Given Celent’s “Policy Administration Systems for Commercial Lines P/C Insurers US 2009,” report is 222 pages long, it’s obvious the selection of available products is as numerous as the factors to consider when choosing a new policy admin system. And you can follow the same logic for personal lines, as evidenced by Celent’s “Policy Administration Systems for Personal Lines P/C Insurers US 2009” 174-page report.
The two reports profile a total of 45 policy admin systems. The majority of the profiled vendors have issued a major new release—an upgrade to the technology platform broadened the range of functionality, or both—since 2007. Essentially all vendors have made a major investment in enabling their solution to work in an insurer’s SOA environment, according to the Celent reports. Many solutions also have made important advances in usability and personalization, with benefits for new and experienced underwriters and service representatives.
The reports also remind insurers what’s important in a policy admin system. While there are five core processes of policy admin systems—product configuration, rating and underwriting, policy service, statistical reporting and premium accounting—the true indicator of a good modern system is that it provides many, although not necessarily all, of seven types of advanced functionality:
1. Out-of-sequence endorsements—flagging when an out-of-sequence endorsement is made, and providing the ability to construct and calculate premiums for the corresponding in-sequence set of endorsements.
2. Automated underwriting (new business)—using rules and scoring methods to automate some (or more rarely all) of the tasks and activities from submission, quick quote, rate, quote, bind and issue.
3. Pre-configured ordering and receiving third-party data—providing an out-of-the-box ability to request and receive data typically used in the underwriting process, such as VINs, geo-coding data, loss histories, etc.
4. Automated renewals—using rules and scoring methods to automate some (or more rarely all) of the tasks and activities in renewing a policy.
5. Premium and billing accounting—with the expectation that the policy administration system itself performs the calculations and directly feeds the receiving systems.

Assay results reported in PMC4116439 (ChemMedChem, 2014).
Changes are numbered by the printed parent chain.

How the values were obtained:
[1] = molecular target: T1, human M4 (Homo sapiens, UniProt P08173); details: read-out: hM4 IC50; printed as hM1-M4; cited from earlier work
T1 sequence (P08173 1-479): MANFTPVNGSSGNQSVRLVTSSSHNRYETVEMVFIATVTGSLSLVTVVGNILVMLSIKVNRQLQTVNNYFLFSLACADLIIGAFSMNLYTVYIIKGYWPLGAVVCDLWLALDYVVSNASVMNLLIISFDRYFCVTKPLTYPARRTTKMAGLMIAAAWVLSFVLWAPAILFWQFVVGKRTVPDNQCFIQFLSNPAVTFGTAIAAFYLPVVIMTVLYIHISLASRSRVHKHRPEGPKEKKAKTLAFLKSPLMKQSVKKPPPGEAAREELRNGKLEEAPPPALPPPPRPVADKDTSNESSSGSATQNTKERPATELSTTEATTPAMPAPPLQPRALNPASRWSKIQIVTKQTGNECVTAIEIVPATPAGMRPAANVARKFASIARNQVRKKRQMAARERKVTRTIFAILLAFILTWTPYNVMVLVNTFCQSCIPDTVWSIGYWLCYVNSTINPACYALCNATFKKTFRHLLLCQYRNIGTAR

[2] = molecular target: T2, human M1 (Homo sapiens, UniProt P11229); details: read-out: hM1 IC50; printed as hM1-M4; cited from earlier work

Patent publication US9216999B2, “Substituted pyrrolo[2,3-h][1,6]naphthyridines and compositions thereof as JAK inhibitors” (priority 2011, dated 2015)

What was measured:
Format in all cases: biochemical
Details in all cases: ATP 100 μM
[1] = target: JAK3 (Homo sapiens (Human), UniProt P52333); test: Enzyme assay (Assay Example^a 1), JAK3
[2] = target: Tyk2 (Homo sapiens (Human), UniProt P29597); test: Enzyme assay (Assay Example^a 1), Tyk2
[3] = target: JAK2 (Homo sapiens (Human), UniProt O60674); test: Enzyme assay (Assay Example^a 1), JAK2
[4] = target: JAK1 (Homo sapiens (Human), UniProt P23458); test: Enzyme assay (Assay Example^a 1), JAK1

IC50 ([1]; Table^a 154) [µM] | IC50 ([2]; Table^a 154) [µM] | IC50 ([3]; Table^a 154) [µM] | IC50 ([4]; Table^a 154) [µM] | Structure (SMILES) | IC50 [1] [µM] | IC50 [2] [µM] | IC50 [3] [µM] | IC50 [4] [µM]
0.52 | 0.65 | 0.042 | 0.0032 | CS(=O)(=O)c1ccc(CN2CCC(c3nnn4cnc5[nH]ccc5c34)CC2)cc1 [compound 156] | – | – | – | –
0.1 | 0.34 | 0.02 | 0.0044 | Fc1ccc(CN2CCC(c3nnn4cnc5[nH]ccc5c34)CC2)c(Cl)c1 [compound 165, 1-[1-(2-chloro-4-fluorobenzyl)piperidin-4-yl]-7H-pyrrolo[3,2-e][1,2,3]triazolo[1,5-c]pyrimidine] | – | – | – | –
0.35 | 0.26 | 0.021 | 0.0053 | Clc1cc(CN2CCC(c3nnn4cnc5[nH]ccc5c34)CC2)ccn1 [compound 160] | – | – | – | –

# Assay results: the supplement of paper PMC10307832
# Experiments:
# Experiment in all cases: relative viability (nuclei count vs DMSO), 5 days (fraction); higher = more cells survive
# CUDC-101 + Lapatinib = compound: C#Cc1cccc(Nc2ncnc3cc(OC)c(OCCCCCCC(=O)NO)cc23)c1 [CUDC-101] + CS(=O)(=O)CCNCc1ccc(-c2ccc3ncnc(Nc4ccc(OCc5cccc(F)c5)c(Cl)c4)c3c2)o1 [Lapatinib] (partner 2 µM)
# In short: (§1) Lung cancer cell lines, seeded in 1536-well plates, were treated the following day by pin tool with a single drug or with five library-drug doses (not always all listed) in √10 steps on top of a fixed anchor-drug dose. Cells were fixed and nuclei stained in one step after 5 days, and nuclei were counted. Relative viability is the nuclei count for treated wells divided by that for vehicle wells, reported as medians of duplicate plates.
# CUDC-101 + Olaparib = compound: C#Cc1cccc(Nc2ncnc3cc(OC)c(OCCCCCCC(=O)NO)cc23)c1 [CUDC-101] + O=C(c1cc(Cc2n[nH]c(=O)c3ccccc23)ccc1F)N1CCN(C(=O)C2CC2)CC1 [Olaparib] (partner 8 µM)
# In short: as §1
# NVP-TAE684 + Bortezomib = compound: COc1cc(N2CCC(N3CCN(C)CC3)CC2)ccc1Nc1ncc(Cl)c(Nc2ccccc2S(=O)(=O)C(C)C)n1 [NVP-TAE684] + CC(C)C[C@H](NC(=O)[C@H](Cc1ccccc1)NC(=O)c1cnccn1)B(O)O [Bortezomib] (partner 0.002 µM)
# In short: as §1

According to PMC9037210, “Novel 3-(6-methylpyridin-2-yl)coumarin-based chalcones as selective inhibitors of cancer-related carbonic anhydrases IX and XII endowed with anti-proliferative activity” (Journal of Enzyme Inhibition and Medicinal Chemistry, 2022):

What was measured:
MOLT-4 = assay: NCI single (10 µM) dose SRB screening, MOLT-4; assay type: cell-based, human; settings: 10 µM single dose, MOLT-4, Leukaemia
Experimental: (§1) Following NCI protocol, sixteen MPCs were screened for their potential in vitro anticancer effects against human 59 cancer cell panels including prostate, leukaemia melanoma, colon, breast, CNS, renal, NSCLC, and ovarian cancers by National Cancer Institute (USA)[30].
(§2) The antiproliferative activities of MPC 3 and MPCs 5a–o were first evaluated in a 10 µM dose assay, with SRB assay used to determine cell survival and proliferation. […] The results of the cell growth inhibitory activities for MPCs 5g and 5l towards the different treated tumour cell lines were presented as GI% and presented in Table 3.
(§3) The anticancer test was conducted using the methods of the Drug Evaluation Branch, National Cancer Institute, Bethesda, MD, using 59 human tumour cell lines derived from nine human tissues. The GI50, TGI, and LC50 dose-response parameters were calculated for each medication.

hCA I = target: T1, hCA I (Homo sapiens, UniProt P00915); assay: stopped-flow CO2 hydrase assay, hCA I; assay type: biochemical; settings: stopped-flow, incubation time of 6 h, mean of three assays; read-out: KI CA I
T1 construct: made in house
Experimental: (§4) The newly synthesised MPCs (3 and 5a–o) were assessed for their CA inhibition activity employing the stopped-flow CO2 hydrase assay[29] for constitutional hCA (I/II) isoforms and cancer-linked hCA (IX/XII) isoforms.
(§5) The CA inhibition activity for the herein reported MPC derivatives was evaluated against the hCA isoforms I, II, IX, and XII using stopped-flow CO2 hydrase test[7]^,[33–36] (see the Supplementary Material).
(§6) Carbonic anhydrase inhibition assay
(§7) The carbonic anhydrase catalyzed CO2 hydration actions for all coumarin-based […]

6. Statistical reporting—with the expectation that the policy administration system itself performs the calculations and transmits the data.
7. Update service for ISO/AAIS/NCCI rates, rules and forms—providing current versions of bureau-generated rates, rules and forms for an insurer that uses such content for various lines. The updates are provided in formats that compatible with the policy administration system’s product configuration and/or rating capabilities.
Finding all of this functionality in one system may be difficult, and one system does not fit all. Celent suggests insurers seeking a new core policy administration system begin the process by looking inward. Every insurer has its own unique mix of lines of business, geography, staff capabilities, business objectives and financial resources. Some vendors are a better fit for an insurance company with a large IT group that is deeply proficient with the most modern platforms and tools. Other vendors are a better fit for an insurance company whose IT group is small and wants vendors to maintain and support their applications. Some policy administration systems bring broad and extensive out-of-the-box functionality that matches an insurer’s lines of business and operating model, while other systems offer powerful configuration tools to build capabilities for both known and future requirements.
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